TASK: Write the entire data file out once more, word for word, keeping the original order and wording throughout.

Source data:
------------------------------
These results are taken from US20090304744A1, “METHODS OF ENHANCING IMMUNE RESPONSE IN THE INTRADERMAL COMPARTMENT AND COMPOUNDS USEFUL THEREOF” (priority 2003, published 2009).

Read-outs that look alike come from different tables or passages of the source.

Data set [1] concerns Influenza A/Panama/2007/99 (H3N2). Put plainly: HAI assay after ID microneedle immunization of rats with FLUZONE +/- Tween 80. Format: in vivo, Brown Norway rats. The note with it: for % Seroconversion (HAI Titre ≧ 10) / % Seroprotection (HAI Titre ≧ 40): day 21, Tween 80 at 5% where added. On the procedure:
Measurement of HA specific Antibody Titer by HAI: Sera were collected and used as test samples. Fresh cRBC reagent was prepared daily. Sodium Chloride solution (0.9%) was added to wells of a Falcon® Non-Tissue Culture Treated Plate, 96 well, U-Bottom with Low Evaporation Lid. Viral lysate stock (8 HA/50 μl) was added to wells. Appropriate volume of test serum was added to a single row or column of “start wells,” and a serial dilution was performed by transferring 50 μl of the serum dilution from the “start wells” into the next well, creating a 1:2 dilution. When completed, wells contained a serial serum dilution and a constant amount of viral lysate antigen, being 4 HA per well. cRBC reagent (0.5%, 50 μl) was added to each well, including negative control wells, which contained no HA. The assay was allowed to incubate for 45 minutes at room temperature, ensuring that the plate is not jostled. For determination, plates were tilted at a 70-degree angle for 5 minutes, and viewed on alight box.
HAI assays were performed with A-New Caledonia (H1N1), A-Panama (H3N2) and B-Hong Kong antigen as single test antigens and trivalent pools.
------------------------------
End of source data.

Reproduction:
These results are taken from US20090304744A1, “METHODS OF ENHANCING IMMUNE RESPONSE IN THE INTRADERMAL COMPARTMENT AND COMPOUNDS USEFUL THEREOF” (priority 2003, published 2009).

Read-outs that look alike come from different tables or passages of the source.

Data set [1] concerns Influenza A/Panama/2007/99 (H3N2). Put plainly: HAI assay after ID microneedle immunization of rats with FLUZONE +/- Tween 80. Format: in vivo, Brown Norway rats. The note with it: for % Seroconversion (HAI Titre ≧ 10) / % Seroprotection (HAI Titre ≧ 40): day 21, Tween 80 at 5% where added. On the procedure:
Measurement of HA specific Antibody Titer by HAI: Sera were collected and used as test samples. Fresh cRBC reagent was prepared daily. Sodium Chloride solution (0.9%) was added to wells of a Falcon® Non-Tissue Culture Treated Plate, 96 well, U-Bottom with Low Evaporation Lid. Viral lysate stock (8 HA/50 μl) was added to wells. Appropriate volume of test serum was added to a single row or column of “start wells,” and a serial dilution was performed by transferring 50 μl of the serum dilution from the “start wells” into the next well, creating a 1:2 dilution. When completed, wells contained a serial serum dilution and a constant amount of viral lysate antigen, being 4 HA per well. cRBC reagent (0.5%, 50 μl) was added to each well, including negative control wells, which contained no HA. The assay was allowed to incubate for 45 minutes at room temperature, ensuring that the plate is not jostled. For determination, plates were tilted at a 70-degree angle for 5 minutes, and viewed on alight box.
HAI assays were performed with A-New Caledonia (H1N1), A-Panama (H3N2) and B-Hong Kong antigen as single test antigens and trivalent pools.